An update in the New York Times reports a suicide bombing in the northern Israeli city of Haifa. The bomber killed himself and at least 10 others and wounded many more. No one has claimed responsibility for the attack yet.
The New York Times top national story tells of the economy's first net job creation in seven months, a story fronted by the Washington Post and reefered by the Los Angeles Times. The Post leads with the revelation by U.S. weapons hunter David Kay that Iraq sent $10 million to North Korea for missile-building equipment that was never delivered. (The NYT and LAT both front this.) The Los Angeles Times leads with Gov. Gray Davis' statement that Arnold Schwarzenegger is unfit to lead the state if allegations of sexual misconduct and a youthful Adolf Hitler admiration turn out to be true. (The WP and NYT also front stories on the California race, and the LAT fronts additional sexual allegations against Schwarzenegger.)
The economy gained 57,000 jobs in September, the first increase since January. New service jobs (74,000—half of which are temporary) offset more modest losses in manufacturing and government. (Manufacturing employment has shrunk for more than three years.) Wall Street reacted favorably to the Labor Department's report, but the NYT notes that: 1) hiring increased late last year, only to fall off again, and 2) U.S. population growth in September outpaced job gains. An analyst in the Post reminds that the White House, when it passed its tax cut, predicted about 300,000 new jobs a month by now.
Kay's report revealed that several years ago (the LAT says 1999, the Post says 2001) Iraq agreed to pay North Korea $10 million for equipment to build missiles that would have violated U.N. resolutions. When North Korea still hadn't delivered by late last year, Iraq asked for its money back and was refused. The president cited this revelation—as well as Kay's conclusion that Iraq had hidden biological labs (not necessarily for weapons) and a single vial of botulism—as a vindication of his decision to invade. In an interview with the LAT, Hans Blix, the U.N.'s prewar weapons inspector, dismissed Kay's findings as minor violations that would not have affected Security Council debates. Headlines in the Post ("Iraq Sought Missile Parts, President Says") and LAT ("Botched Iraqi Arms Deal is Detailed") are specific and newsworthy; the NYT buries the lead and runs with the political fallout: "President Says Report on Arms Vindicates War." An "International Brief" in the Post brings word that Polish troops in Iraq claim to have found missiles manufactured in France earlier this year.
Schwarzenegger came under attack yesterday from Davis, California's two U.S. senators, and eight Democratic congresswomen for his comments on Hitler and behavior toward women. The LAT publishes accusations from three more women—two who worked on a movie set with Schwarzenegger and one who was a CNN intern—that he touched them sexually without consent, bringing his number of accusers to 11. Yesterday the producer of the movie Pumping Iron released this transcript of Schwarzenegger's Hitler comments through the Schwarzenegger campaign:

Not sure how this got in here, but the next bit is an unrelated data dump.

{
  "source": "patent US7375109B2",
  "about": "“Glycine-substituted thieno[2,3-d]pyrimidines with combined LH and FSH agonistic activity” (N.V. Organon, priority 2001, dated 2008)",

I admired Hitler, for instance, because he came from being a little man with almost no formal education, up to power. And I admire him for being such a good public speaker and for his way of getting to the people and so on. But I didn't admire him for what he did with it.
Reports circulating Thursday had Schwarzenegger ending his comments with "for being a good public speaker and for what he did with it." The LAT notes that Schwarzenegger is a longtime benefactor of the Simon Wiesenthal Center in Los Angeles.
The LAT fronts word that Iran is offering to provide water, electricity, and technical assistance to the U.S. for Iraq, according to "a top Iranian diplomat." A State Department official says the two countries may talk soon, perhaps at this month's Iraqi donors' conference in Madrid. The paper notes that the situation is complicated by Iran's recent refusal to comply with U.N. resolutions on nuclear fuel.
By exposing CIA agent Valerie Plame, White House leakers have also revealed the identity of a CIA front company, the Post reports inside. Anonymous Bush administration leakers tell the paper that when Plame contributed $1,000 to Al Gore's presidential campaign, papers that she filed with the Federal Election Commission, which are available publicly, list "Brewster-Jennings & Associates" as her "employer." All three papers note that yesterday the White House counsel gave 2,000 White House employees until Tuesday to turn over Plame-related documents to Justice Department investigators. The LAT also runs a history of special- and independent-counsel investigations.
On the Post op-ed page, former Soviet Union president Mikhail Gorbachev calls U.S. policy toward Cuba a Cold War relic and argues that an easing of travel and trade restrictions would promote a Cuban glasnost. "I urge President Bush to tear down the wall of the embargo now." Elsewhere, the paper reports that Cuban dissident Oswaldo Paya delivered 14,000 signatures to the national assembly calling for democratic reform.
All three papers report that Roy Horn, the black-haired member of Siegfried & Roy, was in critical condition last night after a tiger new to their Las Vegas show bit him on the neck and dragged him offstage. The duo has performed six tiger shows a week for over 30 years.
A wire story in early editions of the Post (it was replaced with the Roy Horn story in the final edition) relates that several parents have complained to a local Florida high school that its annual "Redneck Day" celebration inflames racial tension. "Principal Gayle Weaver said Thursday that she would not have scheduled Redneck Day along with Camouflage Day and Favorite Celebrity Day had she known anyone would be offended."
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